History royal-history-henry

Published on July 14th, 2015 | by Sarah Jubb

Rule Victoria

During the height of the Industrial Revolution, a young princess took the throne and would later become one of the most influential monarchs in British history. Victoria was born in 1819, the granddaughter of King George III, and she ascended to the throne in 1837 as Queen Victoria, after her uncle’s all died with no legitimate heirs.

She was the first queen of the United Kingdom of Great Britain and Ireland and would go on to reign for 63 years and seven months, becoming the longest reigning British monarch as well as the longest reigning female monarch in history. The era under which she ruled became known as the Victorian era and was filled with the expansion of the British Empire along with many great inventions and discoveries.

In 1840 Victoria married Prince Albert, her first cousin, in a marriage that was successful and loving. Albert was also an important and strong influence on Victoria and her rule. They had nine children, all of whom lived and most were married into other royal families in Europe. Her attachment to Albert is famous as his death in 1861 resulted in Victoria falling into a deep depression and she would wear black to mourn him for the rest of her life as well as pulling away from social life for a time.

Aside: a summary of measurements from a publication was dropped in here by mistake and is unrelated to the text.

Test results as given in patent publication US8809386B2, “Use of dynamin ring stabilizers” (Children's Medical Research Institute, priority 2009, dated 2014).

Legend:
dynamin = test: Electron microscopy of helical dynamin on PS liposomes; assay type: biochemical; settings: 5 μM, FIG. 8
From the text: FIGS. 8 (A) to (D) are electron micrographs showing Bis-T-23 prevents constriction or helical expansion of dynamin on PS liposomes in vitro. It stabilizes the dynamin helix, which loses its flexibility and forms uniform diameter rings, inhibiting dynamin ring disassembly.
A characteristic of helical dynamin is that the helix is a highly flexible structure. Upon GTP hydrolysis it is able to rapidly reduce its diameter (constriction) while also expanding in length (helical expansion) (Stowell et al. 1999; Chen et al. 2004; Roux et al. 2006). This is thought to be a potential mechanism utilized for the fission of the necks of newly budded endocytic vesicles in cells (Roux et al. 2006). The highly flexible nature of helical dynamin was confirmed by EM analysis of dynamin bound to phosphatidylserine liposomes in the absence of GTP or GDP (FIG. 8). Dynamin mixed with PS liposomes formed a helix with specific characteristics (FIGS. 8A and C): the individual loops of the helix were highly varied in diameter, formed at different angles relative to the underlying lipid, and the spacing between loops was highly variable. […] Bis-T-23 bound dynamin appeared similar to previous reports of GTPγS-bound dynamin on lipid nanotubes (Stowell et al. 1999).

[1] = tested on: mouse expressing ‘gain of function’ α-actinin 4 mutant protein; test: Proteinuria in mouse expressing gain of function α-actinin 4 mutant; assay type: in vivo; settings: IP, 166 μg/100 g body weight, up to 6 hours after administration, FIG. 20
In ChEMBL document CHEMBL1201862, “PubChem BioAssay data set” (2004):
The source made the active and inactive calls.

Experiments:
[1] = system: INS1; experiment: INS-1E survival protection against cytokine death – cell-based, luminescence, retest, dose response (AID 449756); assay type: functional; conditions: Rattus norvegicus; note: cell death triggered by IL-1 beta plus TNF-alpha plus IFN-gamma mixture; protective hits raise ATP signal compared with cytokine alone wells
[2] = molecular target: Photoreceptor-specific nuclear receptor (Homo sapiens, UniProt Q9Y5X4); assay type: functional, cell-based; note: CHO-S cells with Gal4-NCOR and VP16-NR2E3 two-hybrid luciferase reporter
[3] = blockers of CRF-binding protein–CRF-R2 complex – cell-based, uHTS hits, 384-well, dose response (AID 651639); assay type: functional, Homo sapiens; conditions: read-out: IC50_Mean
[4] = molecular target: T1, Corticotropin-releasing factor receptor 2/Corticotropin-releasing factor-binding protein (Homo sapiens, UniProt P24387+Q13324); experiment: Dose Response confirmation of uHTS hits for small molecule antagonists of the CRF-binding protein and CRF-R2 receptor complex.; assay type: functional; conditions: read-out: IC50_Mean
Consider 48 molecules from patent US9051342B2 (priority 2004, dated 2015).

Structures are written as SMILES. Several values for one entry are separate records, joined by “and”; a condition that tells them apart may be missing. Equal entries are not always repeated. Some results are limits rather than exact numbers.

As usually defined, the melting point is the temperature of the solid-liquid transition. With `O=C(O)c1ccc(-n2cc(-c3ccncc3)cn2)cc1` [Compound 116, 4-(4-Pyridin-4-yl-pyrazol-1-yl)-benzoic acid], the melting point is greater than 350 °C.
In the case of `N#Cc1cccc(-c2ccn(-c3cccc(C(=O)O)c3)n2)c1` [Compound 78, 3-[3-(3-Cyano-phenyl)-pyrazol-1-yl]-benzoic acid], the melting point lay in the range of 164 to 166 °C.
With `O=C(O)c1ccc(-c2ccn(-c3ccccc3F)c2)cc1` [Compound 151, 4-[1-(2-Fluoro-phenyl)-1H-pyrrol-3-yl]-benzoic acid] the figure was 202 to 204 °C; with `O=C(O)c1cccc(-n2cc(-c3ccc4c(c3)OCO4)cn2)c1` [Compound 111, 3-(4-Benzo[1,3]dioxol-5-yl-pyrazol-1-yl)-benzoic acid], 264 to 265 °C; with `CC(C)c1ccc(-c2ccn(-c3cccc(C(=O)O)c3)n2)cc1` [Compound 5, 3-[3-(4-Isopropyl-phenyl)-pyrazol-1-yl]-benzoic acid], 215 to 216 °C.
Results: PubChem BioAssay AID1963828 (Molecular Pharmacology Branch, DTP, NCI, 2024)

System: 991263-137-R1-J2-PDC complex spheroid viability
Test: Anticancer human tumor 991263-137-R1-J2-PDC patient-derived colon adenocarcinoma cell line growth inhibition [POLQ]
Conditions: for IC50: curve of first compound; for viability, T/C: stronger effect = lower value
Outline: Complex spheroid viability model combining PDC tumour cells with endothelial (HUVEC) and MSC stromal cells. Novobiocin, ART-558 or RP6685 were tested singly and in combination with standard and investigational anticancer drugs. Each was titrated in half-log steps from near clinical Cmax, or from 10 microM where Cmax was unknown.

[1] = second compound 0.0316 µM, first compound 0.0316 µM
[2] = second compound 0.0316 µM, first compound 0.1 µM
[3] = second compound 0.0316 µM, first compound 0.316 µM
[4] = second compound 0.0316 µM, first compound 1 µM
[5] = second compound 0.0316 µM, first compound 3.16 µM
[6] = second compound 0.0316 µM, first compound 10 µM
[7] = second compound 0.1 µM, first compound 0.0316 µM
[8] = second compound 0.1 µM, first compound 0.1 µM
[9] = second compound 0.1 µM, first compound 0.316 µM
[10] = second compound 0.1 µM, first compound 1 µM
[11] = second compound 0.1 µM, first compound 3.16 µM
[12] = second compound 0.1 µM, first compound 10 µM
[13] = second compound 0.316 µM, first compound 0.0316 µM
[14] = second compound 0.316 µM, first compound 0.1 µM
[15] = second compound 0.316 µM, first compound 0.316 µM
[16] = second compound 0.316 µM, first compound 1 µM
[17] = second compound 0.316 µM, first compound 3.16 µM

A Great Empire

She also survived numerous assassination attempts throughout her life and was a very popular monarch amongst her people. Later she became more prominent again and became the Empress of India in 1877 after the East India Company transferred the government of India to the crown. By this time Britain had the largest empire in history, including countries such as Canada, New Zealand, Australia and many more, giving way to the phrase that the sun never sets on the British Empire.

The large empire that she ruled meant that she often became a symbol of it, and her popularity resulted in major milestones in her rule being widely celebrated in Britain. As such her Golden Jubilee to celebrate 50 years since her accession in 1887 and her Diamond Jubilee to celebrate 60 years in 1897 were given fantastic displays along with fancy public ceremonies to commemorate.

The Death of a Legacy

After a long rule, Victoria finally died in 1901 at the age of 81, having ruled over the United Kingdom and the British Empire for over a staggering 63 years. Her son succeeded her as King Edward VII, the first of the House of Saxe-Coburg and Gotha that would eventually become the House of Windsor. Victoria was the last monarch to rule from the House of Hanover but she had left an indomitable mark on both British and global history.

She was interred besides Prince Albert at Windsor Great Park. There are many memorials to Victoria today, including the Victoria Memorial outside of Buckingham Palace. As well as this, there are many places named after her such as Victoria Falls in Zambia and Zimbabwe and the states Victoria and Queensland in Australia.

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